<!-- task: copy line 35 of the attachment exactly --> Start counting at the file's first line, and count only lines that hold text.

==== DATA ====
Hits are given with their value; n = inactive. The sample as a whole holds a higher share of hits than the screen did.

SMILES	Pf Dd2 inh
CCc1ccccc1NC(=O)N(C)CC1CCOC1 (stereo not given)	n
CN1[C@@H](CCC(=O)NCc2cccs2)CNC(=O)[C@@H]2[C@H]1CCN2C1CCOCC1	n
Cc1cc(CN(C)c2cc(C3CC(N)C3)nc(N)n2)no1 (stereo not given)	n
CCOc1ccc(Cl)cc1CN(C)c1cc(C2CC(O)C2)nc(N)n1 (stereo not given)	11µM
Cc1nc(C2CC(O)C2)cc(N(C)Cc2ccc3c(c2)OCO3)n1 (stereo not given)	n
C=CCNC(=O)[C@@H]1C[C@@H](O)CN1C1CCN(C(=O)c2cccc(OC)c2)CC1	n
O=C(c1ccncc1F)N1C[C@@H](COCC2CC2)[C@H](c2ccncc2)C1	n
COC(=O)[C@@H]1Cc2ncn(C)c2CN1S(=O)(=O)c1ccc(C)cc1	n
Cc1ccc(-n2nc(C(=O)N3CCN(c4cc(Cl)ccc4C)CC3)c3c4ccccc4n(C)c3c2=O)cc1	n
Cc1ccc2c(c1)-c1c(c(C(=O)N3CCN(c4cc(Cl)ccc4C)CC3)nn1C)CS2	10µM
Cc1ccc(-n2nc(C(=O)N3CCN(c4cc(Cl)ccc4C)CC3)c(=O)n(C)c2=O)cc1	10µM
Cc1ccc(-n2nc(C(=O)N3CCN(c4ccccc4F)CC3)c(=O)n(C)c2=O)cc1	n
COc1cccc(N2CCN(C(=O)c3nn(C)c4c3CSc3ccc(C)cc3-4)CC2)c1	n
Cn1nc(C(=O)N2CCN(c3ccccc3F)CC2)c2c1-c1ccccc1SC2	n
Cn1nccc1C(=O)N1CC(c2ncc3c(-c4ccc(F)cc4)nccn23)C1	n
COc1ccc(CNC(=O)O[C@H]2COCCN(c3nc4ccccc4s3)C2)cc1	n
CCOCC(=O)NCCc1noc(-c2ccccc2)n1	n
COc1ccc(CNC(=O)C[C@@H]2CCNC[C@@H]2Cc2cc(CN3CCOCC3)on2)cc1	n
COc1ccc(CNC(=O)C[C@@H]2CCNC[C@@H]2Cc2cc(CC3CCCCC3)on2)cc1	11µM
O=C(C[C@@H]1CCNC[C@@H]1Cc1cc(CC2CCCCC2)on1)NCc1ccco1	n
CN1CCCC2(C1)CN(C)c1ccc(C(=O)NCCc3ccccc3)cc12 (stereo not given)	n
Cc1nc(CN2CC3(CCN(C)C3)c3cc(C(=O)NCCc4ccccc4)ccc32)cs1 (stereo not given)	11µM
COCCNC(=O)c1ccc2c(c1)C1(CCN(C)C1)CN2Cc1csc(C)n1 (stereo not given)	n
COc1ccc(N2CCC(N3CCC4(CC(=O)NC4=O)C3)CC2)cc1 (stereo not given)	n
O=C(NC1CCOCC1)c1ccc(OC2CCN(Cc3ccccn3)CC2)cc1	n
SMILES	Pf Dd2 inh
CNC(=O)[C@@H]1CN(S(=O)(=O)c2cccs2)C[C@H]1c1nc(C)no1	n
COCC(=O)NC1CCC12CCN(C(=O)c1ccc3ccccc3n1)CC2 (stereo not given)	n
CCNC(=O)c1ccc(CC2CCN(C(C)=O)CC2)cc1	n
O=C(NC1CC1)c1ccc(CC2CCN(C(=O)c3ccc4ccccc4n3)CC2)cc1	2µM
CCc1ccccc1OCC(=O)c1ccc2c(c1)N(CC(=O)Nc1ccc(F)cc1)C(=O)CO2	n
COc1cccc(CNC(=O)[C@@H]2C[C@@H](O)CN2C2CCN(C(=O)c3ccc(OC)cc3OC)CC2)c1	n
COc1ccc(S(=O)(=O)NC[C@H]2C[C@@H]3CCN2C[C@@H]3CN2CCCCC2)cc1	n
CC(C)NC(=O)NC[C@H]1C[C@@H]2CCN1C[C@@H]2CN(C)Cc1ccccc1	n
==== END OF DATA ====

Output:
COc1ccc(S(=O)(=O)NC[C@H]2C[C@@H]3CCN2C[C@@H]3CN2CCCCC2)cc1	n